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Being safe on the road with Big Trucks

Updated on July 25, 2012

The life of a Trucker (just a wee bit)

Being the wife of a truck driver there are a few things that the average person are not privy to, I will do my very best to share with you those things. If in the process I am able to save a life then I will consider that a ‘job well done’. Some of the things I will share with you may seem common sense, but face it folks, common sense has went out the window like yesterday’s trash.

Keep in mind that a trucker’s life may sound like loads of fun visiting 48 of the 50 States, going coast to coast, for the most part, it is not. Most States no longer appreciate the Truck’s so parking is just about nonexistent, unless of course it is your wish to live from truck stop to truck stop. Wee-haa, let’s just get some of those ready-made souvenir’s that are the same at each one. Oops, off the subject here.

Suffice it to say that if a trucker wants to visit anywhere he either has to bring his bicycle along or wait until he gets home to see some sights. It’s a job, it’s not glamorous. They go from point to point and hope at some point you are in the direction of home. They’ve missed out on just about all of their children’s events and if they’re lucky enough they have a wife at home who manages to keep it all together. Most women can’t handle having a husband who is never around; others get used to it and do just fine.

Getting our heads together

The most common truck on the road is called a ‘dry van’ it hauls everything from toilet paper, to lawn mowers, computers and beyond. It the State I live in the maximum weight allowed to be hauled is 80,000 pounds. That is 40 tons. No matter how you look at it, that’s a lot of weight. There are also bigger trucks and trailers as well as refers (refrigerated units).

Our Country couldn’t make it without the Truckers, the shelves in our stores would be empty in a matter of days, and gas stations would have no gas. In a sense we would come to a screeching halt if the wheels stopped rolling. Those little step vans that you see moving items do so because of the truckers. Everything you use, see, touch and feel is attributed to the life of a trucker. Yes, the trains could haul from place to place but the Trucks get it from the train depot and make deliveries. Even the shipping ports need the trucks, those big boxes that come from other countries are loaded on to a truck bed and moved from place to place by a truck.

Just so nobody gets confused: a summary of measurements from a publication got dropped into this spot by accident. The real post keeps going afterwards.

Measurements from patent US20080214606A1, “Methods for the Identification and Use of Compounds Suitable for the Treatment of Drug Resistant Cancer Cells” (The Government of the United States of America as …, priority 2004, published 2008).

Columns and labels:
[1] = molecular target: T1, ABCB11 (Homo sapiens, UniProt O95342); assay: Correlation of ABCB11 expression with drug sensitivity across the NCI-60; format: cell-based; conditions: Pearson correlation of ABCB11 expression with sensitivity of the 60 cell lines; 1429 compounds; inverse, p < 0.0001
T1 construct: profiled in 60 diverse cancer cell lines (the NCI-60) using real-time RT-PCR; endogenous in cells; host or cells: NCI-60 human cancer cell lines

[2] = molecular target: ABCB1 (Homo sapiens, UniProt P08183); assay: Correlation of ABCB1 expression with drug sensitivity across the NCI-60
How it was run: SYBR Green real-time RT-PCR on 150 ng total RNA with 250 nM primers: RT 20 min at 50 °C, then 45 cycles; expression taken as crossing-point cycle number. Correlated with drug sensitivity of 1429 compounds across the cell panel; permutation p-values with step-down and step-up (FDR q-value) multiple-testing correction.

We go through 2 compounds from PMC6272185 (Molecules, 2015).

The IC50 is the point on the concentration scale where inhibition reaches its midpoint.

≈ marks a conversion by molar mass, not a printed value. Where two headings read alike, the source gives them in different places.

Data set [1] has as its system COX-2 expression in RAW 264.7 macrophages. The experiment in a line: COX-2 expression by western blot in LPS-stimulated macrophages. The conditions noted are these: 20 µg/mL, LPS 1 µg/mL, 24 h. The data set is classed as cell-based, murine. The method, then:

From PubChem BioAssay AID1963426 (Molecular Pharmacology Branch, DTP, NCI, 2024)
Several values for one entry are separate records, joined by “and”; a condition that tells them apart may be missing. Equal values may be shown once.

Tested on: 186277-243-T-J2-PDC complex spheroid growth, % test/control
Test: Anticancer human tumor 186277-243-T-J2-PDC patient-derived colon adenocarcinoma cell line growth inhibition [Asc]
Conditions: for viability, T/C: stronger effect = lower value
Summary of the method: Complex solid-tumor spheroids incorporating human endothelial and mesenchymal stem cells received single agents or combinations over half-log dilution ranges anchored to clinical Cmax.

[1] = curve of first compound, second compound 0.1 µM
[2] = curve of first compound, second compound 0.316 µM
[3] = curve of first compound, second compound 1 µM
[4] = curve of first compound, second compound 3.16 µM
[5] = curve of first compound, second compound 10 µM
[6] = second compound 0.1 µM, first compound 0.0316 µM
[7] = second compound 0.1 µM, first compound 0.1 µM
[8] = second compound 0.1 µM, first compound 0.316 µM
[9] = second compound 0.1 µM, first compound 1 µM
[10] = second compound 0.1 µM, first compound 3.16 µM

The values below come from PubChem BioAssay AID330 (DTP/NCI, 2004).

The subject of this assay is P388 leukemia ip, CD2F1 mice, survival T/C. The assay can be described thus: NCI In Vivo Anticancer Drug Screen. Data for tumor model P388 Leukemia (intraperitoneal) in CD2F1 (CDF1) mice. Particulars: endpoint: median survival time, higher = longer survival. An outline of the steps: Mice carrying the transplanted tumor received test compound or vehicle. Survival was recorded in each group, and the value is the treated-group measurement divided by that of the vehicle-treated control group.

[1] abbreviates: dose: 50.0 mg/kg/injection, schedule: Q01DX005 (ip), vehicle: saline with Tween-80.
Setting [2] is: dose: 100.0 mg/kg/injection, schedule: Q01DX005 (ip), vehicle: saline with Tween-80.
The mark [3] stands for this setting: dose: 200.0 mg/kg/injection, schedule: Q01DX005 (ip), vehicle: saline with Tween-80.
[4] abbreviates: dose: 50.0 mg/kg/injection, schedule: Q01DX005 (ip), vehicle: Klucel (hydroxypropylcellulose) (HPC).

Now that we are all on the same page and understand that those trucks are not trying to get in your way, that they are there making your life just a little bit easier, let’s move on.


We all have to share the road; truckers know this more than anyone else. Keep in mind that a fully loaded truck takes a bit of time to get up to speed; common sense should tell you that it also takes time to slow down. Getting in front of a truck because you think you are in a bigger hurry than anyone else only to slam on your brakes in a half a mile is not only a stupid move, but dangerous as well.

When you behave dangerously on the road you are not only putting yourself in danger but those who share the road with you are in peril. PAY ATTENTION when you are driving, it’s that simple.

Things you may not know

There are also a few things that you may not know.

1. If you cannot see trucks mirrors – the driver CANNOT see you.

2. It is fine to pass a truck on the highway, just get a going! DO NOT hang by the tires, that is very dangerous! Those tires could blow, in the process it would blow out your windows quite possibly causing an accident. Debris could fly up and hit your window injuring you or your passenger. The driver would never know.

3. Playing games with a truck because they pissed you off is dumb. What is bigger the truck or your vehicle? Slamming on your brakes because you are mad may only cause your car to be compacted in a manner you will not like.

4. Bottle necking causes traffic jams. Pay attention to your surroundings, when you see a sign that says “Left lane closed 2 miles ahead” Do the smart thing and get in the right lane, don’t speed up trying to pass everyone only to try and slip in at the last possible moment. That is a bottle neck and can cause an accident.